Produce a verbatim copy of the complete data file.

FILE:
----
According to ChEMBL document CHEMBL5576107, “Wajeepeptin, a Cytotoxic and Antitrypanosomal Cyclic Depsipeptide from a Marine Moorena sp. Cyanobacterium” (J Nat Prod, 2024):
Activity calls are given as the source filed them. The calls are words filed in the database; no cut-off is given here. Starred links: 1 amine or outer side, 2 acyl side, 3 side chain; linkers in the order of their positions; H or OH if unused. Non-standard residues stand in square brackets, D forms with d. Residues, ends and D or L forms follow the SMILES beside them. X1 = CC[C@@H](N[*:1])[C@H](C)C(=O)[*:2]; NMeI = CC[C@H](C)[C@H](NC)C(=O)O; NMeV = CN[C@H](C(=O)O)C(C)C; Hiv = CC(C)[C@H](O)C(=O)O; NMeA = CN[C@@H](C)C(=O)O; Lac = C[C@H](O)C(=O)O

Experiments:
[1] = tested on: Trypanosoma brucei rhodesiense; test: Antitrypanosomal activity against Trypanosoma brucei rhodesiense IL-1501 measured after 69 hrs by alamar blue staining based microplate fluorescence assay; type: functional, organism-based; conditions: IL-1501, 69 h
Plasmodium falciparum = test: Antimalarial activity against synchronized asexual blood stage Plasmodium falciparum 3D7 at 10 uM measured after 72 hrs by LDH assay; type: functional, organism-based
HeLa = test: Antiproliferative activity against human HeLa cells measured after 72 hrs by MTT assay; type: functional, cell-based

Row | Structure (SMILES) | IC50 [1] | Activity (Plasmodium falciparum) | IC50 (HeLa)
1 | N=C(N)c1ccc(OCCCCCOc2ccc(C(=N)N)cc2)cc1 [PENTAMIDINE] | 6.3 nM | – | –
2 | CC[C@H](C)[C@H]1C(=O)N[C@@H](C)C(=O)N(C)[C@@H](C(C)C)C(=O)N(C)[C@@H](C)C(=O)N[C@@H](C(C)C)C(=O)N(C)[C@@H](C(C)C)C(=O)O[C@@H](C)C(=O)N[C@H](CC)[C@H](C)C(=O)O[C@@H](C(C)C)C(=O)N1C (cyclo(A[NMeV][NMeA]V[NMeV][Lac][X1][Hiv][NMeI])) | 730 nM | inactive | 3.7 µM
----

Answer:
According to ChEMBL document CHEMBL5576107, “Wajeepeptin, a Cytotoxic and Antitrypanosomal Cyclic Depsipeptide from a Marine Moorena sp. Cyanobacterium” (J Nat Prod, 2024):
Activity calls are given as the source filed them. The calls are words filed in the database; no cut-off is given here. Starred links: 1 amine or outer side, 2 acyl side, 3 side chain; linkers in the order of their positions; H or OH if unused. Non-standard residues stand in square brackets, D forms with d. Residues, ends and D or L forms follow the SMILES beside them. X1 = CC[C@@H](N[*:1])[C@H](C)C(=O)[*:2]; NMeI = CC[C@H](C)[C@H](NC)C(=O)O; NMeV = CN[C@H](C(=O)O)C(C)C; Hiv = CC(C)[C@H](O)C(=O)O; NMeA = CN[C@@H](C)C(=O)O; Lac = C[C@H](O)C(=O)O

Experiments:
[1] = tested on: Trypanosoma brucei rhodesiense; test: Antitrypanosomal activity against Trypanosoma brucei rhodesiense IL-1501 measured after 69 hrs by alamar blue staining based microplate fluorescence assay; type: functional, organism-based; conditions: IL-1501, 69 h
Plasmodium falciparum = test: Antimalarial activity against synchronized asexual blood stage Plasmodium falciparum 3D7 at 10 uM measured after 72 hrs by LDH assay; type: functional, organism-based
HeLa = test: Antiproliferative activity against human HeLa cells measured after 72 hrs by MTT assay; type: functional, cell-based

Row | Structure (SMILES) | IC50 [1] | Activity (Plasmodium falciparum) | IC50 (HeLa)
1 | N=C(N)c1ccc(OCCCCCOc2ccc(C(=N)N)cc2)cc1 [PENTAMIDINE] | 6.3 nM | – | –
2 | CC[C@H](C)[C@H]1C(=O)N[C@@H](C)C(=O)N(C)[C@@H](C(C)C)C(=O)N(C)[C@@H](C)C(=O)N[C@@H](C(C)C)C(=O)N(C)[C@@H](C(C)C)C(=O)O[C@@H](C)C(=O)N[C@H](CC)[C@H](C)C(=O)O[C@@H](C(C)C)C(=O)N1C (cyclo(A[NMeV][NMeA]V[NMeV][Lac][X1][Hiv][NMeI])) | 730 nM | inactive | 3.7 µM